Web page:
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Medical Causes of Intellectual Disabilities: Infections and Brain Damage

Tammy Reynolds, B.A., C.E. Zupanick, Psy.D. & Mark Dombeck, Ph.D.

Infections:

Certain types of infections can lead to intellectual disabilities. Pregnant women can take simple steps to reduce these risks. These infections are represented by the acronym TORCH. Each letter of TORCH stands for a different infection:

T- Toxoplasma infection (toxoplasmosis) is caused by a parasite. This parasite can be found throughout the world in warm-blooded animals. Cat feces are often one of the greatest concerns. It can also be introduced through undercooked meats that are infected with the parasite. The parasite can live in the ground. People may ingest the parasite by getting dirt in their mouths. This can occur during simple activities like gardening. Pregnant women should not garden, particularly in places where cats may defecate. They should not handle or clean cat liter boxes.

Toxoplasmosis is insidious in that there are no symptoms during the pregnancy. Once the child is born, the symptoms emerge. These include jaundice, rashes, and an enlarged liver and spleen. Toxoplasmosis has a profound effect on the baby's central nervous system. Unfortunately, these effects may not be recognized for months or even years. Usually this is when signs of learning disabilities or intellectual disability surface.

O- Other infections, including Hepatitis B, syphilis, and the virus herpes zoster, that causes chicken pox. Pregnant women should practice safe sex and use condoms to reduce the risk of exposure. Women planning to become pregnant should talk to their doctor about testing for these infections.

R- Rubella, the contagion that causes German measles. It is commonly associated with intellectual disabilities in infants. This insidious condition is passed from mother to baby during pregnancy. The mother's symptoms are mild, including rash and a low-grade fever. The symptoms present after birth and include intellectual disability or even death.

C- Another virus, cytomegalovirus, is so common that nearly everyone has contracted it before reaching adulthood. If the virus is contracted during teenage and young adult years, it is commonly known as mononucleosis. Cytomegalovirus may be passed from mother to fetus if she has contracted the condition for the very first time while pregnant. Five percent of babies who contract the virus have significant developmental problems including blindness and brain damage.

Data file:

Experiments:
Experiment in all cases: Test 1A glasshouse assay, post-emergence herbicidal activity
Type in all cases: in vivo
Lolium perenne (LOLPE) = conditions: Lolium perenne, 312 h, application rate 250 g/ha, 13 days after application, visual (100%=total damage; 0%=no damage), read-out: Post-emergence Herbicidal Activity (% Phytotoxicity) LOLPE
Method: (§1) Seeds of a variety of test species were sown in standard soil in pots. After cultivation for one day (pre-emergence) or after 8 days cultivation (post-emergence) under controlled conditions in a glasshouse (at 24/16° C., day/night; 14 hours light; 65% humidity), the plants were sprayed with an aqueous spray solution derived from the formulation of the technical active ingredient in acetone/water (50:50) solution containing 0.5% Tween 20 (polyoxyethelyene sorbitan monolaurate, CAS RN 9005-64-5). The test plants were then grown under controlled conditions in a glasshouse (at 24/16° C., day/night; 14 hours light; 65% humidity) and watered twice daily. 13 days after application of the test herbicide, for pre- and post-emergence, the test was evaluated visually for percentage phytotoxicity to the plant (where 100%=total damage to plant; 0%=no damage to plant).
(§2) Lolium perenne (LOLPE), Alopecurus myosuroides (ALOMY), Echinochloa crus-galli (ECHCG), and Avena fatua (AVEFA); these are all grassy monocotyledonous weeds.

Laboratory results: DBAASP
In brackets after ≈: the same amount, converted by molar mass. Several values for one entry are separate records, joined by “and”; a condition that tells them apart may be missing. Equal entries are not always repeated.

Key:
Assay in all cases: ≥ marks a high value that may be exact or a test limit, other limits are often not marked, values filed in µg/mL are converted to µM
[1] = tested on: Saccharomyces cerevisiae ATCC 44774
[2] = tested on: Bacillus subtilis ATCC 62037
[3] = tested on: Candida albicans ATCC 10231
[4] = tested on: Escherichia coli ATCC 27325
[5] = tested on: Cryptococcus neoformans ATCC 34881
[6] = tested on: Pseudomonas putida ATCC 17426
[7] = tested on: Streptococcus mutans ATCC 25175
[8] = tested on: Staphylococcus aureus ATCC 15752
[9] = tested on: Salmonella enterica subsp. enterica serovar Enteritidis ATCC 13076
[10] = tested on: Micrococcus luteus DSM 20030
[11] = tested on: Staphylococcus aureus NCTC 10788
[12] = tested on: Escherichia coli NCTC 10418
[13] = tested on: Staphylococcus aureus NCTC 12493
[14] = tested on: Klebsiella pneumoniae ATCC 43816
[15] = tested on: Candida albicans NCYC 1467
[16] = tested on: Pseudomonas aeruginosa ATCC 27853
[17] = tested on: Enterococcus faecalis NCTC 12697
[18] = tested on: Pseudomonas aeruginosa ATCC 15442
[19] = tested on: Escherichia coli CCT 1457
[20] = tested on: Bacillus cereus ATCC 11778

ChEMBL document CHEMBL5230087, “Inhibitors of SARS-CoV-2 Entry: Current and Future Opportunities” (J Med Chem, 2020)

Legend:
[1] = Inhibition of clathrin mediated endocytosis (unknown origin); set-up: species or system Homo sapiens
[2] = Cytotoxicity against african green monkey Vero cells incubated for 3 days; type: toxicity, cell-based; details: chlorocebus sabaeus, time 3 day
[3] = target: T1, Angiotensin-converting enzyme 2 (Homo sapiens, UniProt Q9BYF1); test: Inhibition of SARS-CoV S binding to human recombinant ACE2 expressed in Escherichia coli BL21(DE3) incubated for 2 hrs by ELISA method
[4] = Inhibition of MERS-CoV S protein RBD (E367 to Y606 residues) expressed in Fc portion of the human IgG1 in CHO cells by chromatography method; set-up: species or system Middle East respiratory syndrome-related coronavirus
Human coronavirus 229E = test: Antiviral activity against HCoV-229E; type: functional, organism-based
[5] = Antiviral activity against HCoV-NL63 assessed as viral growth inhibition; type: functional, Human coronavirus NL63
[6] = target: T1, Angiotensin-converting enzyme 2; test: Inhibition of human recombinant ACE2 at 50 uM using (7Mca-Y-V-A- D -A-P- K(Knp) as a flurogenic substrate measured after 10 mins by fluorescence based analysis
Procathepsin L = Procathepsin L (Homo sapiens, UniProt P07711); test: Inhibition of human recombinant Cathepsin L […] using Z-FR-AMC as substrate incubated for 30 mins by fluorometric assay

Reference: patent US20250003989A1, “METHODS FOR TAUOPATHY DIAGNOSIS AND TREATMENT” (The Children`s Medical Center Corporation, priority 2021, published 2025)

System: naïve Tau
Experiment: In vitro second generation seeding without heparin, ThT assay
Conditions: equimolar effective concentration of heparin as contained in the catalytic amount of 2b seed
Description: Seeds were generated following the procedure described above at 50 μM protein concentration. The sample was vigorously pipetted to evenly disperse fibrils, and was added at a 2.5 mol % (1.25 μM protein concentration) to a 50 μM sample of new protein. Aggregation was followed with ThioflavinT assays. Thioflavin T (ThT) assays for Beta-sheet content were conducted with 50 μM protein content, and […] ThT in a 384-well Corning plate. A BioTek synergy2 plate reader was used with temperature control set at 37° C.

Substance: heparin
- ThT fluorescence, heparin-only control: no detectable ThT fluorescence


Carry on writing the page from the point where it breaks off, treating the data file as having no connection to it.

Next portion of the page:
H- Herpes simplex II is a sexually transmitted disease. Once contracted, there is no cure. The signs are very tender blisters. The virus may remain dormant in the carrier's body until some stressor activates the virus. In this dormant state, it is not contagious. However, when blisters appear and open, it is highly contagious. An infant can contract this virus from the mother during pregnancy if the mother contracts herpes simplex virus during pregnancy. It can also be transmitted if the mother has an active outbreak during birth. The condition can be detrimental to a newborn, resulting in significant brain damage and possibly death.

Brain Damage and Intellectual Disabilities:

Several types of brain damage can lead to an intellectual disability (ID, formerly mental retardation). These are: 1) Traumatic Brain Injury (TBI), 2) congenital brain damage, and 3) progressive brain damage.

Congenital conditions are present before birth. Degenerative conditions occur after birth. They are progressive in nature. One progressive brain diseases is spinal muscular atrophy. This is an inherited neuromuscular disorder. Another is Batten disease. This is an inherited metabolic disease. It leads to the progressive decline of brain functioning.

Traumatic Brain Injuries (TBI) are injuries to the brain that occur after birth (but before age 18). Many brain injuries are preventable. These injuries may be caused by an auto accident, a blow to the head, or a fall. Children should always ride in an approved child safety seat. The seat must be installed and used correctly. Follow the manufacturer's instructions for installation and use. If a family cannot afford a safety seat, there are agencies that can provide them. Ask your healthcare provider for information. Children should always wear helmets when riding bikes, skateboards, etc.